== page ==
OP-EN

A surreal architectural proposal would encase the world's tallest skyscraper in a fabric sheath.

The world's tallest skyscraper, the 2,717-foot Burj Khalifa, can be pretty hard to miss. What other reason would somebody have for wanting to wrap it in a massive sheet of reflective fabric?

"Exo-Burj," a thought fart from creative think tank OP-EN, would drape the entirety of the building's 160 stories in a sheath of lightweight and semitransparent material. This titanic architectural condom would then mirror the surrounding city, providing an utterly new and strange facet to Dubai's skyline. Here's OP-EN's vision for the project:

The proposed support structure is fan-shaped, circling the Burj Khalifa with the main connection point stemming from the tower’s spire. Visitors would not only be able to view the temporary installation from a distance – which would reflect the tower and its surroundings – but also walk up-close and experience the installation first-hand.

The end-result would amplify the visual perspectives of the city’s skyline, augment the tower’s symbol as an urban centre of gravity and create an artistic atmosphere on a vast architectural scale.

There's no indication as to why they would actually want to do this; like the group's other projects ("Pixels of Smell"?), it seems strictly a conceptual experiment. But there is something perversely funny in outfitting the highest building on earth with a pseudo-invisibility cloak. The only ones who might hate it more than the original architects might be the birds that fly into it:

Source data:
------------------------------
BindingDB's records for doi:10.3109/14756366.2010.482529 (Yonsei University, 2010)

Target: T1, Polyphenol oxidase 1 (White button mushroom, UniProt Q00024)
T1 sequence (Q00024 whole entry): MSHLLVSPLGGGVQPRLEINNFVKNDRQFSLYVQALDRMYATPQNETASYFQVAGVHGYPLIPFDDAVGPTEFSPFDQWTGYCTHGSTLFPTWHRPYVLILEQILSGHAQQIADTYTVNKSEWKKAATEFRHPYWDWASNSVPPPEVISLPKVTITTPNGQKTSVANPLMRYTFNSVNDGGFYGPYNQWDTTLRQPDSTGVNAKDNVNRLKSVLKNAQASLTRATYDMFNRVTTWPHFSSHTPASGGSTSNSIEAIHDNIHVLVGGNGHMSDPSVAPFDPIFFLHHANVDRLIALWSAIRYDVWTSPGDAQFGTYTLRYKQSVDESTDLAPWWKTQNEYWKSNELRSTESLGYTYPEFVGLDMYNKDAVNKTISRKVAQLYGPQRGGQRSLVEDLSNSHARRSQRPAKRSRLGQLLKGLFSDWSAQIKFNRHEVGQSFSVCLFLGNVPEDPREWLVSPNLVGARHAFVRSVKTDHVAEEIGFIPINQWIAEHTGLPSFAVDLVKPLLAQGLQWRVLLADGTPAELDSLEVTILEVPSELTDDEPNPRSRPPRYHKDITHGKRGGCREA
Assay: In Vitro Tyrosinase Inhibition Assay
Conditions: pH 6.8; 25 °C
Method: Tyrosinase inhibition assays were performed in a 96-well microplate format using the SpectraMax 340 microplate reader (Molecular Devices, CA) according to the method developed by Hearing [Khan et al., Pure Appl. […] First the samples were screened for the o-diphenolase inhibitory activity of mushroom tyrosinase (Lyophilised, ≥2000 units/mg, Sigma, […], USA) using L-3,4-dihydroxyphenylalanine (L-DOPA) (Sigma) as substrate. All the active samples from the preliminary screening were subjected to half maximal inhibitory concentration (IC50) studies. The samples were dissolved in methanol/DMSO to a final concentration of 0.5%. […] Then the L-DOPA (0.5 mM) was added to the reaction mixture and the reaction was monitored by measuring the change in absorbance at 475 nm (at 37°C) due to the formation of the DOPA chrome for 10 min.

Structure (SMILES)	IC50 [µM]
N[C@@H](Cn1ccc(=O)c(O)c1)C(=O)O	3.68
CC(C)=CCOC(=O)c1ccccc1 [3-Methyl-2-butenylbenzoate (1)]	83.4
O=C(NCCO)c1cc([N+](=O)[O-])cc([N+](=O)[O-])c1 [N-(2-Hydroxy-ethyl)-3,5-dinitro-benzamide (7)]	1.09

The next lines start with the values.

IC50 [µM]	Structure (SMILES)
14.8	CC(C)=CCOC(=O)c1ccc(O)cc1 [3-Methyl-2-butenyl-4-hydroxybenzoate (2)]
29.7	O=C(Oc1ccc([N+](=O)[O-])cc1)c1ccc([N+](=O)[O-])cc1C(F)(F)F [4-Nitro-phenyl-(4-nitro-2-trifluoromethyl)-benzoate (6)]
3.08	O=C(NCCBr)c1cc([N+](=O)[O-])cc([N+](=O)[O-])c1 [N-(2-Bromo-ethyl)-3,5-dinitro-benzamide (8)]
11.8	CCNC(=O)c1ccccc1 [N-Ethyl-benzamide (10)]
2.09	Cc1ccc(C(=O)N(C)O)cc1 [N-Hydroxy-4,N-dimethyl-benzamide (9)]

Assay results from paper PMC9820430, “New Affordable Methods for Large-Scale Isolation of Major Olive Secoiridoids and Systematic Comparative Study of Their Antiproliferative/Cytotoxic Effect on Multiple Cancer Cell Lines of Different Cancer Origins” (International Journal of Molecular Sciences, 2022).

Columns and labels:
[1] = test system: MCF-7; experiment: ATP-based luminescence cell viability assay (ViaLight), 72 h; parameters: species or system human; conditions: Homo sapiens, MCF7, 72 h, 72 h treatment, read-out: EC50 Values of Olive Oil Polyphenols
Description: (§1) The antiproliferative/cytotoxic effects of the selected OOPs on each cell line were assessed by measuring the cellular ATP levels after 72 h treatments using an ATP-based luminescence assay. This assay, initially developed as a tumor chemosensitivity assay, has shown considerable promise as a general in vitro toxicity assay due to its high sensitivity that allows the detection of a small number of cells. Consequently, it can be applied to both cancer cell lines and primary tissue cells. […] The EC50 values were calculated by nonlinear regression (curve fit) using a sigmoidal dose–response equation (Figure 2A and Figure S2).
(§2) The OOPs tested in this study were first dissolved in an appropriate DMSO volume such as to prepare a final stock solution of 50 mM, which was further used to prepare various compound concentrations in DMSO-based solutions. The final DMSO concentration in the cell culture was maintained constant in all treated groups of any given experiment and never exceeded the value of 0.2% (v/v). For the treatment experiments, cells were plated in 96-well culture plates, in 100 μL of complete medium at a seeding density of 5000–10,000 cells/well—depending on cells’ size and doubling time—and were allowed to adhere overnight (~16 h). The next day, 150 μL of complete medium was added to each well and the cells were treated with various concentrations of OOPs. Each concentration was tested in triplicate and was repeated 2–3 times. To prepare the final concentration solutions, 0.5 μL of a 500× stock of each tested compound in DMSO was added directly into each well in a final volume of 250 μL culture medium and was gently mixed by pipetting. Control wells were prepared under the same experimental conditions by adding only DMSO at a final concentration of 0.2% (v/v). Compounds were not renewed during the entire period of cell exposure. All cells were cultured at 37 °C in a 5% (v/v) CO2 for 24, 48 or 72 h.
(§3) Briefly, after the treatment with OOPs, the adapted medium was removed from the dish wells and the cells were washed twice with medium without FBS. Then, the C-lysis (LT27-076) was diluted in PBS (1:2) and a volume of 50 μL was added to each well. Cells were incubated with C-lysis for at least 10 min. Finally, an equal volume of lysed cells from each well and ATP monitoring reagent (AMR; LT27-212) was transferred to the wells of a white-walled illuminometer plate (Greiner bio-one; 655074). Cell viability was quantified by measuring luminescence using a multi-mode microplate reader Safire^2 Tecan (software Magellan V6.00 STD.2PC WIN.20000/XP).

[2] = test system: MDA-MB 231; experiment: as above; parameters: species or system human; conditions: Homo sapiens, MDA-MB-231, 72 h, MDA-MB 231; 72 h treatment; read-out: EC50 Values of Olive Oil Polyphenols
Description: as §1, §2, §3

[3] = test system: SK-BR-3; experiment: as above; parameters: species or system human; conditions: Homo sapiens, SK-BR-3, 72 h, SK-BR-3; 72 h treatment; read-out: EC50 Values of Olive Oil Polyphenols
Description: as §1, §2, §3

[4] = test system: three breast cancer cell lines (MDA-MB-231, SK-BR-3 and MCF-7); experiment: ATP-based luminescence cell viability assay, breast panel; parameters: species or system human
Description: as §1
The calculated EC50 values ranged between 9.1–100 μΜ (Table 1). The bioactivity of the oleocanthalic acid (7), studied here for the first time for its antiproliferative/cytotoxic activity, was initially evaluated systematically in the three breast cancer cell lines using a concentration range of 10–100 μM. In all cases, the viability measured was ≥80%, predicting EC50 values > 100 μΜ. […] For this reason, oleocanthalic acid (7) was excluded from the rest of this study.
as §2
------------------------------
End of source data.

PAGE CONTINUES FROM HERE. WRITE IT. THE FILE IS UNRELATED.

Images by OP-EN via Designboom

About the Author

Most Popular

  1. A Soviet map of London, labeled in Russian.
    Maps

    The Soviet Military Secretly Mapped the Entire World

    These intricate, curious maps were supposed to be destroyed. The ones that remain reveal a fascinating portrait of how the U.S.S.R. monitored the world.

  2. A Vancouver house designed in a modern style
    POV

    How Cities Get 'Granny Flats' Wrong

    A Vancouver designer says North American cities need bolder policies to realize the potential of accessory dwellings.

  3. A map of California
    Equity

    Mapping Racial Disparities in the Golden State

    Racial gaps in California get a county-by-county look in a new online tool.

  4. An autonomous vehicle drives on a race track in California.
    Equity

    Driverless Cars Won’t Save Us

    In fact, they’ll do the opposite of what techno-optimists hope, and worsen—not ease—inequality.

  5. A scene from Hey Arnold! is pictured.
    Life

    Even Hey Arnold's Neighborhood Is Gentrifying Now

    Series creator Craig Bartlett explains how he built the cartoon city that every ‘90s kid dreamed of living in.